Tags: ensa | cosby | bill | death

What Really Killed Bill Cosby's Daughter?

What Really Killed Bill Cosby's Daughter?
(Bill Cosby leaves a 2017 pretrial hearing in his sexual assault case. The comedian's 44-year-old daughter Ensa Cosby died February 23 from kidney disease. (Matt Rourke, AP File Photo)

By    |   Thursday, 01 March 2018 10:42 AM

The tragic and untimely death of Ensa Cosby has medical experts shaking their heads. The 44-year-old second youngest of comedian Bill Cosby’s five children, reportedly died February 23 from renal disease, which seems unusual, they say.

“If she was an 85-year-old woman, I would not be surprised,” Dr. Alexander Gershman, a urologist from University of California-Los Angeles and director of the Institute for Advanced Urology tells Newsmax.

“But a 44-year-old should not die from renal or kidney failure. We have dialysis to deal with kidney failure so it is very unusual for a woman of her age to die from this. There must have been some extenuating circumstances such as a reaction to a drug or a drug overdose.”

Gershman says that some acute infections such as strep throat or any type of infection that can cause the kidneys to shut down. But if Cosby was suffering from a chronic disease such a diabetes or lupus, she would have been monitored closely for any sign of renal failure.

Dr. Daniel H. Bessesen, an endocrinologist form Denver, agrees.

“This is very unusual,” he tells Newsmax. “Kidney failure is rarely the cause of death. It’s usually a heart attack or stroke that occurs when the kidneys are not functioning properly. At her age, something simply does not compute when we have dialysis to cope with renal failure which helps millions of sufferers.”

Dr. Jacob Teitelbaum, a renowned expert on autoimmune disease, adds that many details of Cosby’s death that have not been publicized.

“We certainly don’t have all the facts in this case,” he tells Newsmax. “There may have been complications that were not noted, to keep the cause of death simple.”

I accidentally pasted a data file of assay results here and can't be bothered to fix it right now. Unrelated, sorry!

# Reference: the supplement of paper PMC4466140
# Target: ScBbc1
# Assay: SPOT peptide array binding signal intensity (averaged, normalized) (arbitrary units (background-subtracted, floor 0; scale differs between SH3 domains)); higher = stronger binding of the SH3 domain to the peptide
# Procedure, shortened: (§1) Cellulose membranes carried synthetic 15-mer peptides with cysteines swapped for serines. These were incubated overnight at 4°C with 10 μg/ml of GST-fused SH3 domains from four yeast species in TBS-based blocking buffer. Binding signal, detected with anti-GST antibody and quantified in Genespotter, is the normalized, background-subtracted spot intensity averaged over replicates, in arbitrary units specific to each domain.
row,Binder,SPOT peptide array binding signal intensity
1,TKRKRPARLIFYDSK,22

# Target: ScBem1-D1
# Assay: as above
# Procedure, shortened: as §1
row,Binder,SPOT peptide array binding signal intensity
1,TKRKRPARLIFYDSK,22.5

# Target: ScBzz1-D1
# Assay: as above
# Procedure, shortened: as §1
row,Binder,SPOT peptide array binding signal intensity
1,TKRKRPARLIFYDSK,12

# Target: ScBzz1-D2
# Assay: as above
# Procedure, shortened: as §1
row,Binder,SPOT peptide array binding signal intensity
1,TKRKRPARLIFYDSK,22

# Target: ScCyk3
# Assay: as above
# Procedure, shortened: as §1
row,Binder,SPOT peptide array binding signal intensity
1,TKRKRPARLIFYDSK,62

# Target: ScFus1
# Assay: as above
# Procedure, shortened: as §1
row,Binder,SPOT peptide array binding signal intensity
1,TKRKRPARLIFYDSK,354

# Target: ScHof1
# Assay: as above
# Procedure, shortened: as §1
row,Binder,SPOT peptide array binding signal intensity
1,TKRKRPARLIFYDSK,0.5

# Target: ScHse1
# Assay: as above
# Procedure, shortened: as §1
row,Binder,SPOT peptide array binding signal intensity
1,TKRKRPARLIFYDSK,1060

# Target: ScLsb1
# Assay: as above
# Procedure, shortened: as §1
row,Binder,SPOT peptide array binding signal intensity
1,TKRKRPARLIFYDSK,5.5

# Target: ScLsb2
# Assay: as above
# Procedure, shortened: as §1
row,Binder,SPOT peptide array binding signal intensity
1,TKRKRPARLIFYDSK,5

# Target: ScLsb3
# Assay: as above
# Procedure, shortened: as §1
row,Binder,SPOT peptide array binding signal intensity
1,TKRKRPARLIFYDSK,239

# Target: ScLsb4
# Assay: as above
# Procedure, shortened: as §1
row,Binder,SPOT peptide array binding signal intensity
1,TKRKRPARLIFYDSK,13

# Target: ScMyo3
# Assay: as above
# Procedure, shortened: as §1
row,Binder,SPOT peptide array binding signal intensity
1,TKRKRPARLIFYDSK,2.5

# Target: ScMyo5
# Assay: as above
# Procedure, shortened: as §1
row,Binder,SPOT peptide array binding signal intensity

Gershman says she may have been suffering from IgA nephropathy, also called Berger’s disease — a kidney disease that occurs when an antibody called immunoglobulin lodges in the kidneys.

There is no cure for IgA nephropathy, but certain medications can slow its course, according to the Mayo Clinic. The disease can lead to chronic kidney disease, in which case permanent dialysis or a kidney transplant is needed to sustain life.

“This is an autoimmune disease which is very difficult to treat,” says Gershman, adding that chemotherapy and immune system suppressants are used to keep the disease under control along with dialysis if required.

Renal disease, also known as chronic kidney disease or chronic kidney failure, occurs when the kidneys begin to lose their function. The kidneys play a vital role in the body’s natural filtration process, removing waste and excess fluid from the blood, which are excreted in urine.

The disease can accelerate when dangerous levels of fluid and waste build up over time. Without dialysis, a treatment that artificially filters the blood, the disease can progress to kidney failure and be deadly.

People who develop renal failure typically have another health condition that results in impaired kidney function, like diabetes, high blood pressure, or polycystic disease.

Dr. Robert Waldman, an internist and nephrologist from Marina del Rey, Calif., tells Newsmax that it is difficult for some patients to be compliant with the demands of dialysis.

“When someone has a chronic kidney disease it makes them more susceptible to vascular disease of all types so it is imperative that they take excellent care of themselves, eating properly, keeping their blood pressure under control and going for dialysis treatments regularly,” he says.

“Often what I call the ‘young and the restless’ think they can skip treatments and when nothing happens, they feel they are immune to the disease and skip some more. Then bam, something happens. I have seen this so many times in my career. The dialysis gets old, they are frustrated, and give up.

“It’s actually a very hot topic in medical circles when a person dies from complications of kidney failure. Was it case of accidental non-compliance or did the person choose simply to end their life by stopping their treatment? It doesn’t matter how wealthy you are, dialysis is not an easy road for anyone.”

Cosby was a vocal supporter of her 80-year-old father during his recent sexual assault trial, following allegations by dozens of women who claimed that the comedian had drugged sexually assaulted them. In a statement released last year, Ensa said her father had been “publicly lynched in the media.”

Cosby’s spokesperson Andrew Wyatt confirmed her death in a statement: ‘Please keep the Cosby family in your prayers, and give them peace at this time.”

© 2019 NewsmaxHealth. All rights reserved.

   
1Like our page
2Share
Health-News
The tragic and untimely death of Ensa Cosby has medical experts shaking their heads over questions about the cause.
ensa, cosby, bill, death
740
2018-42-01
Thursday, 01 March 2018 10:42 AM
Newsmax Media, Inc.
 

The information presented on this website is not intended as specific medical advice and is not a substitute for professional medical treatment or diagnosis. Read Newsmax Terms and Conditions of Service.

Newsmax, Moneynews, Newsmax Health, and Independent. American. are registered trademarks of Newsmax Media, Inc. Newsmax TV, and Newsmax World are trademarks of Newsmax Media, Inc.

NEWSMAX.COM
© Newsmax Media, Inc.
All Rights Reserved